This book brings together a number of important essays on the intersection of servant leadership and social entrepreneurship, examining them through a shared focus on 'the will to serve'. This combination bears out the insight that inspiring social and economic leaders are able to transform a conflictual human settlement into a collaborative and caring human community. The book seeks to answer the question of whether we can induce from their 'way of doing things' a model of civic entrepreneurship and leadership that can inspire people in profit, non-profit and public organizations. It also examines the extent to which the will to serve is compatible with the will to maximize profit or the will to gain economic, political or religious power. Furthermore, it asks how far different spiritual traditions create different models and examples of servant leadership and social entrepreneurship. This book will be of interest to researchers working in the fields of business ethics, business spirituality and corporate social responsibility.
This book highlights the interconnectedness of integrity with philosophical history, leadership, managerial decision-making, and organizational effectiveness in a wide variety of contexts (e.g., time theft in organizations and family business). Well-known researchers in business ethics from all around the world reframe the literature on integrity in business and management and develop updated and more comprehensive models of integrity. Integrity in Business and Management connects integrity to both ancient thought and the modern philosophy of pragmatism, but also explains how contemporary societal trends may shape the way we think about integrity. The final chapter warns against oversocialized conceptualizations of integrity and argues for a clear differentiation between personal integrity and moral integrity. Aimed at researchers and academics in the fields of business ethics and organizational leadership, Integrity in Business and Management explicates and critiques prior models of managerial integrity in a wide variety of disciplines, covering economics, moral philosophy, business ethics, organizational behavior, sociology, history, and psychology and offers a helpful set of readings in advanced undergraduate and postgraduate courses of business ethics, corporate governance, corporate social responsibility, and leadership to stimulate discussions about personal integrity, moral integrity, and organizational leadership.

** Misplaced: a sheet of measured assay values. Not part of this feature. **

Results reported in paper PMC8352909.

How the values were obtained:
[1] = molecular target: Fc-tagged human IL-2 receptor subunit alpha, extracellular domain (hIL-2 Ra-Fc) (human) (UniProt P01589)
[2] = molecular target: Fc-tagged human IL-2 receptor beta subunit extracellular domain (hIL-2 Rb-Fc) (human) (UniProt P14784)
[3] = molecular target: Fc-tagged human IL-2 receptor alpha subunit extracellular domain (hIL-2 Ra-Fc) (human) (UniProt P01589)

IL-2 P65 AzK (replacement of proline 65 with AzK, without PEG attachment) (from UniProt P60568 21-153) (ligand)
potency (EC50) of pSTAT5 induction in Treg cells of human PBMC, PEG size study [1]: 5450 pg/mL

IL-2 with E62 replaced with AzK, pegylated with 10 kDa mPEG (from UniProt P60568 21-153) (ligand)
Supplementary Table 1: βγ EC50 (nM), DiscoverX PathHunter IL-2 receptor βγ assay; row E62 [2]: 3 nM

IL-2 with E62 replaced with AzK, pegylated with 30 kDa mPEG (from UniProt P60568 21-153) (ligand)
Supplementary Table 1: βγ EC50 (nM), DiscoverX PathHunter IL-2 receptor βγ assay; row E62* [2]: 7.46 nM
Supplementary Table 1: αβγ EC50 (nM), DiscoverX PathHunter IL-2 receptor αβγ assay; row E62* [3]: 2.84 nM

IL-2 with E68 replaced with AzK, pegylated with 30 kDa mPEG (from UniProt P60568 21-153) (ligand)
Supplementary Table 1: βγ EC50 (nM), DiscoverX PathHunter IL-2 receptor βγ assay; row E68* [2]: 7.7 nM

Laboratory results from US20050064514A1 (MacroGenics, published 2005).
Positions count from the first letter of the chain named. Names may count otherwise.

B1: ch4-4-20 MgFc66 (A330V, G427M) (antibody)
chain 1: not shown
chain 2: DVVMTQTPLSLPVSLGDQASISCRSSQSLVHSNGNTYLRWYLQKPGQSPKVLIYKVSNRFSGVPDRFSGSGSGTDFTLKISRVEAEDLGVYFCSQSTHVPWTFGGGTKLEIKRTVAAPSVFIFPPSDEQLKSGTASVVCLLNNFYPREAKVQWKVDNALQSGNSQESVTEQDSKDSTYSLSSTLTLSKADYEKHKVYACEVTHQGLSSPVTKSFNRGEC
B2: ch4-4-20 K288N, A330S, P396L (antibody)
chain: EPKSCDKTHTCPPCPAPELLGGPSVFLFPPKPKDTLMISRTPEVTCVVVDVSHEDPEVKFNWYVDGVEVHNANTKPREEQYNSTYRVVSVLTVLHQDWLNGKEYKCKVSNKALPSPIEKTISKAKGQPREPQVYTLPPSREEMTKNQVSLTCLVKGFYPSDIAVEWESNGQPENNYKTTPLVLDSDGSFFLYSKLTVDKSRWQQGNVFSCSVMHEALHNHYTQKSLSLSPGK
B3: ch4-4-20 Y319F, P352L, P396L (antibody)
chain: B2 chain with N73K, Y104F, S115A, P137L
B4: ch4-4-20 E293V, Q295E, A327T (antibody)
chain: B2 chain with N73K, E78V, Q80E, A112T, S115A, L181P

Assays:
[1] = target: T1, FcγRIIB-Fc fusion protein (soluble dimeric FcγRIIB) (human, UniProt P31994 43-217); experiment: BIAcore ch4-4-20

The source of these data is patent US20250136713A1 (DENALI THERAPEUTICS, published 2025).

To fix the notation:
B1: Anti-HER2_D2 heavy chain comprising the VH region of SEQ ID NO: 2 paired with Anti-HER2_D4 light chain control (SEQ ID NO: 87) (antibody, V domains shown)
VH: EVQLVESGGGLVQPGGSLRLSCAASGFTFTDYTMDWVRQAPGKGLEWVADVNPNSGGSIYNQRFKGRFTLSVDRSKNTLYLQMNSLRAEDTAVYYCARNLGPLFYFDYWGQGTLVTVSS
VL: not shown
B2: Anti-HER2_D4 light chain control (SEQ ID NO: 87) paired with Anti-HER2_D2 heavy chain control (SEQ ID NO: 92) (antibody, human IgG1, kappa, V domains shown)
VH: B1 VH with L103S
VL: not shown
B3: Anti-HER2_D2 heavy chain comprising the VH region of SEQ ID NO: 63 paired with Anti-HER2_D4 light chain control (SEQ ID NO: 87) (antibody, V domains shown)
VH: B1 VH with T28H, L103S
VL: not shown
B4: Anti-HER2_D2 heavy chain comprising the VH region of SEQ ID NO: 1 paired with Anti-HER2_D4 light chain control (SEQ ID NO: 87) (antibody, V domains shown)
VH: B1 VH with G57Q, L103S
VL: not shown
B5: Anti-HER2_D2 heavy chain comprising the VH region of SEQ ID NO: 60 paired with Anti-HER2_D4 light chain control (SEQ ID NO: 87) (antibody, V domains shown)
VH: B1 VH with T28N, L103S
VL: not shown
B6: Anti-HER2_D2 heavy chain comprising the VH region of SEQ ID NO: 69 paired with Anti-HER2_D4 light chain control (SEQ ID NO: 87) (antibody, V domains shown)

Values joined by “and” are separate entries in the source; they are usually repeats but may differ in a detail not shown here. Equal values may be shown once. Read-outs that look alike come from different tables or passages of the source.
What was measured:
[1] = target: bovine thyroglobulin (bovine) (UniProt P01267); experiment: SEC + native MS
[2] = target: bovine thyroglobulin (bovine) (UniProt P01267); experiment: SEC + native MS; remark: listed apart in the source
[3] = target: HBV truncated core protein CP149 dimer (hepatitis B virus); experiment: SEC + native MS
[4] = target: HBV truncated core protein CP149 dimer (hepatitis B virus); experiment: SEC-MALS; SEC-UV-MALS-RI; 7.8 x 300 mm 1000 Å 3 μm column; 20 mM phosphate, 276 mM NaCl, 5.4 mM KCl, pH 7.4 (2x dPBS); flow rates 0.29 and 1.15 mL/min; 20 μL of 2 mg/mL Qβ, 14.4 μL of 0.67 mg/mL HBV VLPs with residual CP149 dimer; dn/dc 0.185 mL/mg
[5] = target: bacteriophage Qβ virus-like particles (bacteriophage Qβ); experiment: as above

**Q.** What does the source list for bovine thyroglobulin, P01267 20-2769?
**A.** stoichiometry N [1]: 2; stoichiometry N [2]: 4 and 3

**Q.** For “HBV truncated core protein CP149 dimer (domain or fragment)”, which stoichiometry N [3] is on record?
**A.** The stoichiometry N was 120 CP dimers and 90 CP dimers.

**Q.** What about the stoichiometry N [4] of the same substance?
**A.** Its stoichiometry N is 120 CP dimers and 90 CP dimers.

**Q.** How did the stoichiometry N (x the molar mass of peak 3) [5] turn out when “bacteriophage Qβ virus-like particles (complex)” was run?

This book explains how the traditional paradigm of private and public organizations is changing as a result of the multiple factors that are affecting the way in which goods and services are produced, and for whom they are produced. In view of these disruptive trends, the theory of the firm needs to be updated and to some extent rethought. Moreover, diverse challenges and opportunities such as climate change, aging populations, and new public accountability requirements are necessitating novel frameworks to ensure the long-term survival of public and private organizations. Against this backdrop, the authors contribute to the debate over the firm's primary interest by proposing a new way of viewing the nature of the firm and its relationship with stakeholders. In addition, they carefully analyze the challenges and opportunities mentioned above, evaluating their significance for various important aspects of organizations through different lenses. Global in scope, the book also takes the United Nations Sustainability Development Goals into account. Accordingly, it will be of interest to all readers seeking a better understanding of the evolving nature of firms and organizations in our changing world.